Oases are common in this part of Morocco, where the desert lets go of its unforgiving nature and gives water, palm trees and a place for life to settle. We stop at view points to find green blooming Oases in the valleys below. This is date heaven, and most of the nomadic families in this region have settled to cultivate this sweet fruit. Our lunch stop is in another Oasis Valley, at one of the most idyllic restaurants of the trip. It’s my first taste of Berber omelette, a local dish in the South of Morocco made up of eggs, tomatoes, onions and lashings of herbs. We leave behind the lush oasis valleys and the landscape once again becomes dry and barren. Our final stop is at a Berber shop, where a blue-turbaned man fits our heads with matching scarves. While we take shelter in his tin hut, a sandstorm takes over and the rainbow shawls blow violently in the wind. It’s a reminder of the power of the desert we are about to head into.
Merzouga is not much more than a few shabby hotels on the edge of the dunes. But of course, the main attraction lies beyond. Camelback is the main mode of transport to enter the dunes, and a row of 10 are majestically lined up for us. Our camel master is a nomad man who stands a few inches shorter than me. His face has aged from the harsh sun, yet his eyes are wild and warm, his comfort in the desert is undeniable. Like every other nomad we’ve met on the journey here, he proudly wears a silver necklace shaped into a Berber compass. Our guide Mustafa explains that people of the desert always know the time and direction based on the sun, stars and moon. While I whip my iPhone out to check which way the sun will set, the nature of these people is to understand the earth based on the sky.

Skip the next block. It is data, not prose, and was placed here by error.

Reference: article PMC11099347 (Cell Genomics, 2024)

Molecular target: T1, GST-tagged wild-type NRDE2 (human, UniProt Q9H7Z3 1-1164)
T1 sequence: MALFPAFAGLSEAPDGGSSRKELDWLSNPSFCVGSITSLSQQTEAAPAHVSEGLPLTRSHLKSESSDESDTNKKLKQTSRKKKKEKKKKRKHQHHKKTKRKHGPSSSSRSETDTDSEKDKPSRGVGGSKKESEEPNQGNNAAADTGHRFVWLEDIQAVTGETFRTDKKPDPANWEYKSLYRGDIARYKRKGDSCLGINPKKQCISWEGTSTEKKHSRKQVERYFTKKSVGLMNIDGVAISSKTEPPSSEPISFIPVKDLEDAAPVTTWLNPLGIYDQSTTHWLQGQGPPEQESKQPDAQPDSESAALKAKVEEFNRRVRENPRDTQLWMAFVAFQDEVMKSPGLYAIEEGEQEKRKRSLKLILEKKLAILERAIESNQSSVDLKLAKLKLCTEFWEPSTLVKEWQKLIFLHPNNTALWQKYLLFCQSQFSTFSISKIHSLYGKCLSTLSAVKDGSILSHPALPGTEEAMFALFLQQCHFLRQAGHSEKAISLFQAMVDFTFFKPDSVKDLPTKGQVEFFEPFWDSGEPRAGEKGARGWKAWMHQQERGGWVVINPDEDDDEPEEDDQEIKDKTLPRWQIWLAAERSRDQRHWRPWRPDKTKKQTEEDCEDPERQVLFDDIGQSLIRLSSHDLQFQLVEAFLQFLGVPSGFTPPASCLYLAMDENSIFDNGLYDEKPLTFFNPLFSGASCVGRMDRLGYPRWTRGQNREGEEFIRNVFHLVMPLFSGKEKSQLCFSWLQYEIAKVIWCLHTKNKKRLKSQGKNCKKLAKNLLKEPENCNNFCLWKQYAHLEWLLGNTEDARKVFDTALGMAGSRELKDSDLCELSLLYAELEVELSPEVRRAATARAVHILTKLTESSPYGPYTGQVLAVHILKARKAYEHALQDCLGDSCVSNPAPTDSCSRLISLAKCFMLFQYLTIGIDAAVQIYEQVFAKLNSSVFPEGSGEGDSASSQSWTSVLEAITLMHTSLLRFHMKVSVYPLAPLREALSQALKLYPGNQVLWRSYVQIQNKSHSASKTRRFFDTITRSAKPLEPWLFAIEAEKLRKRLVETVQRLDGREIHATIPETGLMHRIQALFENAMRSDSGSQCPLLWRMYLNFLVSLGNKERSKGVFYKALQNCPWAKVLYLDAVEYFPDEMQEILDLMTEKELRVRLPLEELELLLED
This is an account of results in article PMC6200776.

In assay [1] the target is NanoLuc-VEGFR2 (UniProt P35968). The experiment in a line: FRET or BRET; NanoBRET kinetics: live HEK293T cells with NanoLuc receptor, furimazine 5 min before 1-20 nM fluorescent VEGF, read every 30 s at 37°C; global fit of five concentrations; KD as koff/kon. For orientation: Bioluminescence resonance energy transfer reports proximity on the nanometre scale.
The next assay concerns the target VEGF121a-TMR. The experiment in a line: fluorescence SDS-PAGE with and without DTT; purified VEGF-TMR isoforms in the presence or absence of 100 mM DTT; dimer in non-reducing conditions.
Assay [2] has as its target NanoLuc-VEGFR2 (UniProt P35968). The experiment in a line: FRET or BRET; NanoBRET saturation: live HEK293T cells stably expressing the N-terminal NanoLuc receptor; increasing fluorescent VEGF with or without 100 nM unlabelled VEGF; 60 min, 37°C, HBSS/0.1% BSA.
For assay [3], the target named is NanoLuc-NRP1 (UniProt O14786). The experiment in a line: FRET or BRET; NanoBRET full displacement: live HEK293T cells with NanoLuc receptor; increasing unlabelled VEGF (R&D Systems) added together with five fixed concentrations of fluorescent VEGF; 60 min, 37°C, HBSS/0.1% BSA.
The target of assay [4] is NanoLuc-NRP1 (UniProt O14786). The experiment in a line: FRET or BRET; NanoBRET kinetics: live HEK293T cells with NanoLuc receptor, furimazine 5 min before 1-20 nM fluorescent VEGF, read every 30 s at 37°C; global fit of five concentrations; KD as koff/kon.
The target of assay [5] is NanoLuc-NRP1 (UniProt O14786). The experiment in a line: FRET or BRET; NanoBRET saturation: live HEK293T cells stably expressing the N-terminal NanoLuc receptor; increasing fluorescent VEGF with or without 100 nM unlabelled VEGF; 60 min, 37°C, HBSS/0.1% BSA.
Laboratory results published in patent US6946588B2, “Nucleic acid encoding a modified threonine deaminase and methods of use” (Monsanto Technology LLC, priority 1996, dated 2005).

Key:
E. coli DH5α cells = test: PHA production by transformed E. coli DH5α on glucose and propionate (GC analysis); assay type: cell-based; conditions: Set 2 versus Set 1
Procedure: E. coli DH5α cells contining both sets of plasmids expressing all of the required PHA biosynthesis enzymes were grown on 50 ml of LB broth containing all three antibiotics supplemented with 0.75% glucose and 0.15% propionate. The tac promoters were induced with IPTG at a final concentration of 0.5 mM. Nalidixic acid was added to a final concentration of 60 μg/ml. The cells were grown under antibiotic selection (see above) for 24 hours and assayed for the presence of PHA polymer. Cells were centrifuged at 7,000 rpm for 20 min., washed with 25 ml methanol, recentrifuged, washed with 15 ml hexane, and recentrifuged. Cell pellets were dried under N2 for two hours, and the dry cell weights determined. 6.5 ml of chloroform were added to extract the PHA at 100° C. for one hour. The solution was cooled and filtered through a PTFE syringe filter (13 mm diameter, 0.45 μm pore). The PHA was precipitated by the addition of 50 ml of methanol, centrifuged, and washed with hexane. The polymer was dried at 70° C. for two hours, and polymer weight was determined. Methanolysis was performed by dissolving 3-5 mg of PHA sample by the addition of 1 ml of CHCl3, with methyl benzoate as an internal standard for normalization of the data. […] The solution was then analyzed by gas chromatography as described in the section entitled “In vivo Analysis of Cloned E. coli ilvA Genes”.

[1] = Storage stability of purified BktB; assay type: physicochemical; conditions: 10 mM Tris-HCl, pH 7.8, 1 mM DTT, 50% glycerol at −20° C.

As the camels dip their hooves into the soft sand, the landscape of the Sahara opens up to us. Dunes roll into one another, merging and changing shape as the wind blows over each sand mountain. The setting sun creates long camel shaped shadows and in each direction, the sand appears a different shade of golden yellow. Although I’ve seen deserts before, nothing compares to the sheer scale of the Sahara, the dunes rise and fall so dramatically, and the sea of sand seems to go on for miles.
We reach our camp for the evening, a group of tents set around communal spaces where tea is served. As the sunsets, the stars come out to play, and after a dinner of smokey tagine, music is sung around a campfire, under blankets of stars. I fall asleep to the sound of drumming, yet awake in the middle of the night to peaceful silence and the milky way displayed above my head.
Indeed, the desert is a place of contrasts, and there’s no greater example of that than out here in the Sahara, the world’s greatest. A place of solitude and intense heat. Yet also a place of music, stories, cultures and traditions. While a short trip might show vast landscapes and huge skies, it’s the people that call this place home which are the only ones who can truly understand the Sahara. The nomads who know what each of the stars in the milky way mean. The people that know which way to pray at sunrise and which way to walk the camels back to civilisation and phone signal. It was our short encounters with these people which had made the Sahara much more than any desert I had seen before. For now, I can attempt to relive that feeling through photographs, the melodies of Tinariwen and a silver Berber compass which hangs in my room.